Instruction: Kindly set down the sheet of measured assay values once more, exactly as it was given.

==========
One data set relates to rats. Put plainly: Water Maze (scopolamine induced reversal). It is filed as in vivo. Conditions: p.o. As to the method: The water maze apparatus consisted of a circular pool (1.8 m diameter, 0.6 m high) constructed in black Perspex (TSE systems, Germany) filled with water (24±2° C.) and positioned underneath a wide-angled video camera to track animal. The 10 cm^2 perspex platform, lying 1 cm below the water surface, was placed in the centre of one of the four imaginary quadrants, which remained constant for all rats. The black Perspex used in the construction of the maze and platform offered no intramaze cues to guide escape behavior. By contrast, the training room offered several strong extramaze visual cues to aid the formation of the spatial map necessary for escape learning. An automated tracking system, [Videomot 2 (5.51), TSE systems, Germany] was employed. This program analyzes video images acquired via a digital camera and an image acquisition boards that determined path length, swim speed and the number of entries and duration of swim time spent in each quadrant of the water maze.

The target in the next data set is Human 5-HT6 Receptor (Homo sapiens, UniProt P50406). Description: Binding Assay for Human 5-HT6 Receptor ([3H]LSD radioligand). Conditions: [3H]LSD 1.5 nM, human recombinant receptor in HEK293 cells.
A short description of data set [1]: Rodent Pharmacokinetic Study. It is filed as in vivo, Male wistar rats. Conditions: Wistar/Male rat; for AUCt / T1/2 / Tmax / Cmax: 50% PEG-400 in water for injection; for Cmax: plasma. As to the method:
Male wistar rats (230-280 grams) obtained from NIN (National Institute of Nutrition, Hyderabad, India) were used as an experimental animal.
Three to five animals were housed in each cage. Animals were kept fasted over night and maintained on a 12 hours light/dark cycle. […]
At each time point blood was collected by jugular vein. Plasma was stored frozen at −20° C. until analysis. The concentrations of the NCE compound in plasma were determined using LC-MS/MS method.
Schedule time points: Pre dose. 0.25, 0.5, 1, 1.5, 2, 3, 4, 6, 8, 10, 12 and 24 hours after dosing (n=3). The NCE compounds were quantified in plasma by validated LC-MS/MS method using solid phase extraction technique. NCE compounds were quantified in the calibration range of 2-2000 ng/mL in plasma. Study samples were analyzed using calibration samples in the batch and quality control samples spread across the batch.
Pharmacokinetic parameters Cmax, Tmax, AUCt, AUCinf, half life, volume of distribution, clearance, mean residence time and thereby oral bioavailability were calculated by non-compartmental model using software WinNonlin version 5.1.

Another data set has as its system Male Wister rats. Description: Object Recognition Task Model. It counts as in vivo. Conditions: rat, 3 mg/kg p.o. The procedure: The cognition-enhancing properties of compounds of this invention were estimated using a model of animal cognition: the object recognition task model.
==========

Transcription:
One data set relates to rats. Put plainly: Water Maze (scopolamine induced reversal). It is filed as in vivo. Conditions: p.o. As to the method: The water maze apparatus consisted of a circular pool (1.8 m diameter, 0.6 m high) constructed in black Perspex (TSE systems, Germany) filled with water (24±2° C.) and positioned underneath a wide-angled video camera to track animal. The 10 cm^2 perspex platform, lying 1 cm below the water surface, was placed in the centre of one of the four imaginary quadrants, which remained constant for all rats. The black Perspex used in the construction of the maze and platform offered no intramaze cues to guide escape behavior. By contrast, the training room offered several strong extramaze visual cues to aid the formation of the spatial map necessary for escape learning. An automated tracking system, [Videomot 2 (5.51), TSE systems, Germany] was employed. This program analyzes video images acquired via a digital camera and an image acquisition boards that determined path length, swim speed and the number of entries and duration of swim time spent in each quadrant of the water maze.

The target in the next data set is Human 5-HT6 Receptor (Homo sapiens, UniProt P50406). Description: Binding Assay for Human 5-HT6 Receptor ([3H]LSD radioligand). Conditions: [3H]LSD 1.5 nM, human recombinant receptor in HEK293 cells.
A short description of data set [1]: Rodent Pharmacokinetic Study. It is filed as in vivo, Male wistar rats. Conditions: Wistar/Male rat; for AUCt / T1/2 / Tmax / Cmax: 50% PEG-400 in water for injection; for Cmax: plasma. As to the method:
Male wistar rats (230-280 grams) obtained from NIN (National Institute of Nutrition, Hyderabad, India) were used as an experimental animal.
Three to five animals were housed in each cage. Animals were kept fasted over night and maintained on a 12 hours light/dark cycle. […]
At each time point blood was collected by jugular vein. Plasma was stored frozen at −20° C. until analysis. The concentrations of the NCE compound in plasma were determined using LC-MS/MS method.
Schedule time points: Pre dose. 0.25, 0.5, 1, 1.5, 2, 3, 4, 6, 8, 10, 12 and 24 hours after dosing (n=3). The NCE compounds were quantified in plasma by validated LC-MS/MS method using solid phase extraction technique. NCE compounds were quantified in the calibration range of 2-2000 ng/mL in plasma. Study samples were analyzed using calibration samples in the batch and quality control samples spread across the batch.
Pharmacokinetic parameters Cmax, Tmax, AUCt, AUCinf, half life, volume of distribution, clearance, mean residence time and thereby oral bioavailability were calculated by non-compartmental model using software WinNonlin version 5.1.

Another data set has as its system Male Wister rats. Description: Object Recognition Task Model. It counts as in vivo. Conditions: rat, 3 mg/kg p.o. The procedure: The cognition-enhancing properties of compounds of this invention were estimated using a model of animal cognition: the object recognition task model.